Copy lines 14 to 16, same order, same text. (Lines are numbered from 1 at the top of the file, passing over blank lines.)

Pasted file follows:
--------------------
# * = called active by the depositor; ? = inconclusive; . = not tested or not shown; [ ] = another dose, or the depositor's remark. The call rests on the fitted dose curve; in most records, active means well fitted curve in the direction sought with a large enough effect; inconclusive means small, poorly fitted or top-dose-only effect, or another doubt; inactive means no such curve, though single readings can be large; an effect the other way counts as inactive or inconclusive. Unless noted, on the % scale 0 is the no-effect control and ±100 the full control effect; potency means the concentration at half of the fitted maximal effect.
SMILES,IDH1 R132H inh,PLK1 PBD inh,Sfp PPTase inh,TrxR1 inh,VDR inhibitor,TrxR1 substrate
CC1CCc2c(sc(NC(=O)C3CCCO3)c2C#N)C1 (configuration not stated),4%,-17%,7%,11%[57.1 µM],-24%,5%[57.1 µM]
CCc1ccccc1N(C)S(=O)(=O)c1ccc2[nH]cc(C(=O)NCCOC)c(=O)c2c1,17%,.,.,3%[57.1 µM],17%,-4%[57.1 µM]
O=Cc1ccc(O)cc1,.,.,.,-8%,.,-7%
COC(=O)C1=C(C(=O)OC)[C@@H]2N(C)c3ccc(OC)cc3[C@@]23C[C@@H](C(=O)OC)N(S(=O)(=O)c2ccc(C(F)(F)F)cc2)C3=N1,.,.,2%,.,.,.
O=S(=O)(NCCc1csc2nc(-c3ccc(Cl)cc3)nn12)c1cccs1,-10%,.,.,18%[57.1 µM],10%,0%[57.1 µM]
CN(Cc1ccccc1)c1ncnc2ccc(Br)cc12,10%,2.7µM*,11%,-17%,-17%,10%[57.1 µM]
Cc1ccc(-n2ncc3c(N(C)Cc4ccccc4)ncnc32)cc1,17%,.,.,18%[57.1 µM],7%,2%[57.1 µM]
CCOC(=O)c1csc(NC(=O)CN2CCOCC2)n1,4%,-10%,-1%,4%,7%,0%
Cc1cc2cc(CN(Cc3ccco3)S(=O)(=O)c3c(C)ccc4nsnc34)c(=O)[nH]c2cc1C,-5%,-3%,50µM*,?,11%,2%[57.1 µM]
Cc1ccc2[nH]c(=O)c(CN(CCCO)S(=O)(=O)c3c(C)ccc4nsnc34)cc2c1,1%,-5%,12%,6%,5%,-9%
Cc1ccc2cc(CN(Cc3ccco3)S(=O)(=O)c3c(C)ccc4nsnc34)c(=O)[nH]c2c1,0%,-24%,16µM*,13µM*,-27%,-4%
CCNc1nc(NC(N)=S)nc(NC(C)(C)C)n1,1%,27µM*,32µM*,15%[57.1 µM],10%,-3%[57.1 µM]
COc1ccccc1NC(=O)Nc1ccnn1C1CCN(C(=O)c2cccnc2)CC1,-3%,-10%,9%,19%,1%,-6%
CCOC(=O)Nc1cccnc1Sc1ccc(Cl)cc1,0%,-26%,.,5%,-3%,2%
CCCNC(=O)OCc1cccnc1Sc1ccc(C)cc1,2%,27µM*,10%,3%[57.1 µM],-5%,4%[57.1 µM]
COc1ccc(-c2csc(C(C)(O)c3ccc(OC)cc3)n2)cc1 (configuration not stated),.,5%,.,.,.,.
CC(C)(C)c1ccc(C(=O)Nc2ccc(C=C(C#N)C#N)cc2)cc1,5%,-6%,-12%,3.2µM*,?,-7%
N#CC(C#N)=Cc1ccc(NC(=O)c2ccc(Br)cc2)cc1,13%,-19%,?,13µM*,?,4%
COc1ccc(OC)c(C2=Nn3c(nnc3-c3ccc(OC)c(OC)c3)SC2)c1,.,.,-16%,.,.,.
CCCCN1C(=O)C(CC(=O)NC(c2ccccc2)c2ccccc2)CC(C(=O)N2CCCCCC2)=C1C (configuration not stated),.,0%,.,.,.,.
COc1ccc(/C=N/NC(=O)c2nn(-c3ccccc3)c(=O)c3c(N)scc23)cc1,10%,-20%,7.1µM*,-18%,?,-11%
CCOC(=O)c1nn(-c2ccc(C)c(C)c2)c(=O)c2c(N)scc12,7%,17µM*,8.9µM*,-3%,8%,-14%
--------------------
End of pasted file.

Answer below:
CCNc1nc(NC(N)=S)nc(NC(C)(C)C)n1,1%,27µM*,32µM*,15%[57.1 µM],10%,-3%[57.1 µM]
COc1ccccc1NC(=O)Nc1ccnn1C1CCN(C(=O)c2cccnc2)CC1,-3%,-10%,9%,19%,1%,-6%
CCOC(=O)Nc1cccnc1Sc1ccc(Cl)cc1,0%,-26%,.,5%,-3%,2%